Zdeno Chara isn't afraid to mix it up against his old mates -- he tangled with Patrice Bergeron in March.Jim Davis/Globe Staff

“I mean, [Patrice] Bergeron’s been around the league a long time, people know him. People know Marchand. People know [David] Krejci,” Milbury said. “I doubt there’s any secrets he can reveal that you can’t see on a videotape. But I think his presence as a leader in the locker room and his presence on the ice, as a big body that can shut people down, is much more important that any kind of leaks that he might provide.”

NBC’s Pierre McGuire disagrees. He believes Chara can inform teammates about fixed plays off faceoffs, as well as penalty-killing and forechecking schemes. In the loser-goes-home-for-good playoffs, McGuire believes any tidbit is helpful.


“He knows everything about Krejci and Bergeron and Marchand,” noted McGuire, whose ice-level post allows him close-up scrutiny of every player’s move. “He’ll have tendencies to give to the defensemen in particular, about moves they like to perform or different ways they attack the net. Now, obviously he won’t know as much about Taylor Hall or about Craig Smith, but he’ll know a lot about the rest of that lineup.”

McGuire recalled his one season (1991-92) on the Penguins’ staff, when coach Scotty Bowman would plumb roster players for info on their old teams.

“Sometimes it bore fruit and sometimes it didn’t,” McGuire said. “But I would say in Chara’s case, because of the longevity of the player, the leadership abilities of the player, and the fact that he was an extension of the Boston coaching staff for years, I think that makes him very valuable to the Washington Capitals in this series.”

Bruins president Cam Neely playfully scoffed at Marchand noting that Chara knew Bruins “code” words on the ice.

“There’s no code words!” said a chuckling Neely.

Nonetheless, Neely acknowledged, the Bruins are well aware of the years Chara logged in the Hub of Hockey and that he knows “some tendencies.”

“Also on the flip side, guys certainly know how Zdeno is going to play and what to expect from him,” added Neely, “and how to exploit that a little bit, as well.”


Factored into the Bruins telling Chara that they viewed him as a part-timer was the fact that he had slowed. No one in the organization doubted his toughness, his will, his reach, his want. But organizationally they wanted to push the pace from the back end, believing it was high time to draw rookies Jeremy Lauzon and Jakub Zboril into the mix.

Lauzon and Zboril, left shots like Chara, proved to have their fits and starts. In large part to patch over their deficiencies, general manager Don Sweeney was forced to hire Jarred Tinordi (via waivers) and Mike Reilly (via April 12 trade) to fill the void that would not have been there had Chara simply been made to feel more needed during offseason talks.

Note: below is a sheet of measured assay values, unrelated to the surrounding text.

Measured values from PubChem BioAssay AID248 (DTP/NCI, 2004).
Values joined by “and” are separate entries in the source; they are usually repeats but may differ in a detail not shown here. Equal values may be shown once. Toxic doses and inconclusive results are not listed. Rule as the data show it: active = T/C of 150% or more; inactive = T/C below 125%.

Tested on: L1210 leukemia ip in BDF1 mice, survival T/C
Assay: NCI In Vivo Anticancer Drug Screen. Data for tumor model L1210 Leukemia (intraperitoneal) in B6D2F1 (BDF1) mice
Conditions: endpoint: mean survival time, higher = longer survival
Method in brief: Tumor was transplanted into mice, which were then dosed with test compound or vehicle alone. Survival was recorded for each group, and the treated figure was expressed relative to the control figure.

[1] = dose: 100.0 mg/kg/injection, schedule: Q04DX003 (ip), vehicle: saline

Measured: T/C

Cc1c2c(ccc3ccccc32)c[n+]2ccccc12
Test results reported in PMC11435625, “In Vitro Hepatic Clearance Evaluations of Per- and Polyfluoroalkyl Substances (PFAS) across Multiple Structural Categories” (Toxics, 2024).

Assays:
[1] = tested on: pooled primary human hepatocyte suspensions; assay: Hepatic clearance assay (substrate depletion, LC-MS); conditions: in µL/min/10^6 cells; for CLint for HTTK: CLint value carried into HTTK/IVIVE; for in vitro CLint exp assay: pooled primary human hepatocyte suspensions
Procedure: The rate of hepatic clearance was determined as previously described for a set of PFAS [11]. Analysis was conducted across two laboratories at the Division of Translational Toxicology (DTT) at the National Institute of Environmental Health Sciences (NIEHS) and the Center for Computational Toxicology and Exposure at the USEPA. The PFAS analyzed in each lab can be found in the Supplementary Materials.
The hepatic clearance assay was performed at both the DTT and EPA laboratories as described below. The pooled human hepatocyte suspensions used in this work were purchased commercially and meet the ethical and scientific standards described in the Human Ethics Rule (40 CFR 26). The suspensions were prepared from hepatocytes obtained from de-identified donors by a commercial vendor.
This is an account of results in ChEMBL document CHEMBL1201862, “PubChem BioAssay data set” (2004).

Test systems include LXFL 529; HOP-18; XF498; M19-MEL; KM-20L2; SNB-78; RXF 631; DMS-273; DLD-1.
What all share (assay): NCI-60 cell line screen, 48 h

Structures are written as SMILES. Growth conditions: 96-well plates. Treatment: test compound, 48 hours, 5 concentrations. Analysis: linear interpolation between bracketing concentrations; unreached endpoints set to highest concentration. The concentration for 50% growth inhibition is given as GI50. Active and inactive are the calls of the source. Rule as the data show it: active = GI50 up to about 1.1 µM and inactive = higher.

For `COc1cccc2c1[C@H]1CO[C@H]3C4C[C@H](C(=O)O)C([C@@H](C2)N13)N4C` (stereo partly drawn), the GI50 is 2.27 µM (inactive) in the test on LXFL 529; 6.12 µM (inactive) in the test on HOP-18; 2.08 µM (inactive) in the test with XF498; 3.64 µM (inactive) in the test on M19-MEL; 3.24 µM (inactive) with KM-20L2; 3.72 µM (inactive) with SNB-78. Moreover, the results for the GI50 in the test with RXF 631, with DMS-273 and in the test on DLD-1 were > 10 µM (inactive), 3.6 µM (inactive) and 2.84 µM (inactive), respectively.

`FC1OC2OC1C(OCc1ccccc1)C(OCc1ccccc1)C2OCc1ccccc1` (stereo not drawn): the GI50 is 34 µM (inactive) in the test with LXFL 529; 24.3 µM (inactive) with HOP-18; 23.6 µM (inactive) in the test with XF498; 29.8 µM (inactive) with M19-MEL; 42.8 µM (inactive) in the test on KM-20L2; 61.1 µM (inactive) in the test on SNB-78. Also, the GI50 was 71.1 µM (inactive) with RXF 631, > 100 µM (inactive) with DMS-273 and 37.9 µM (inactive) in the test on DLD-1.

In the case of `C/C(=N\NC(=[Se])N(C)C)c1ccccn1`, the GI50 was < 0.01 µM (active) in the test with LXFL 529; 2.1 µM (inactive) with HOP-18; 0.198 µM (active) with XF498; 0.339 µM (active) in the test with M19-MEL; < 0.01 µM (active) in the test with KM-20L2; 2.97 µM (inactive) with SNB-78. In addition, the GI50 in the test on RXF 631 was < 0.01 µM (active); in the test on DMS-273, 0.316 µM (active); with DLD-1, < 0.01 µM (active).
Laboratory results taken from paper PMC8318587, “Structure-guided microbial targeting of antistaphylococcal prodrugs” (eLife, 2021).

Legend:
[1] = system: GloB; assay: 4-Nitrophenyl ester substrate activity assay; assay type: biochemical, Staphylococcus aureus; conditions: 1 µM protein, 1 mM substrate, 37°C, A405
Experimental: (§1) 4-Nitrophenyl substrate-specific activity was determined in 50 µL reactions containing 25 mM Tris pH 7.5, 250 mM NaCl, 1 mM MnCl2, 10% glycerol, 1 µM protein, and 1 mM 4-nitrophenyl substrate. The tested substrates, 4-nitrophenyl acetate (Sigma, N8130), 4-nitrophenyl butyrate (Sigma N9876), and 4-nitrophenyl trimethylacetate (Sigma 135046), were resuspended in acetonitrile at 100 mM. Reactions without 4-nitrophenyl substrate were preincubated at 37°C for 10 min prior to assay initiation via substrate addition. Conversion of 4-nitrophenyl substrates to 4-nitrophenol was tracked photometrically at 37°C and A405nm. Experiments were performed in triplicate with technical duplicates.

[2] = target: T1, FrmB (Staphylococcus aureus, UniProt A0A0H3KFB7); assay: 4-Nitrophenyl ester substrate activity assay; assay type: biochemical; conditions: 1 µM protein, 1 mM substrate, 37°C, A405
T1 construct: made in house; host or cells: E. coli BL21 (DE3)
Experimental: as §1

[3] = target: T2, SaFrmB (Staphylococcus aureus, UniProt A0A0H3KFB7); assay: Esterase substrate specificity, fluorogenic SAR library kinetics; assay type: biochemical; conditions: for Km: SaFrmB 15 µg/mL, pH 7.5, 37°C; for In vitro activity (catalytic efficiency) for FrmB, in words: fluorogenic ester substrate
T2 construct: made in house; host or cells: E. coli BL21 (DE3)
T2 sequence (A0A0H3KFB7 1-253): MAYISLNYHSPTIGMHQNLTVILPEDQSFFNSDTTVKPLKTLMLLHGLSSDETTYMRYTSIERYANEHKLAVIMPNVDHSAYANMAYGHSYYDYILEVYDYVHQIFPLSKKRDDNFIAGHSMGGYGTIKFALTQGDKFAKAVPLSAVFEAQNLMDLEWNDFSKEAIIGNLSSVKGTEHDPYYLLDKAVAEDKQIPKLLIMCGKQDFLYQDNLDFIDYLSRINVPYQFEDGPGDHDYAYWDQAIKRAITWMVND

Meanwhile, Chara played with standard metronomic efficiency with his new team, the Caps needing to suit up only eight blue liners all season. The scrambling Bruins were forced to suit up a baker’s dozen, with their newbies clearly needing more time in the oven.

Despite the fact that he's with the Capitals, Zdeno Chara remains a popular player with Boston fans.Matthew J Lee/Globe staff

Milbury, channeling a bit of Neely, figures the Bruins can try to make use of their intel on Chara in this series. They know he’s a touch slower — Milbury: “No surprise at his age” — and they know he can be forced into tough situations on stickhandling plays deep in his zone, in the corner, along the rear wall.

No one 6-9, with a stick longer than Tom Wilson’s rap sheet, wants to be stuffed into a phone booth.

“I don’t know if pounding him is going to make any kind of a difference,” said Milbury, eschewing the idea of trying to wear down Chara with heavy hits off dump-in plays. “But you know his assets, his size, is also a little of a liability occasionally when you get on him quickly, because it’s tough for him to maneuver. So putting pressure on him is always something I would have suggested. Get to him fast. Make him try to move the puck.”

The puck is about to drop on the playoffs. The Bruins and Chara, for years as intertwined as the spokes and B on the iconic Boston logo, have gone their separate ways.

Now the divorce decree becomes official, amid some parting icy stares and a few muttered secrets.

Kevin Paul Dupont can be reached at kevin.dupont@globe.com.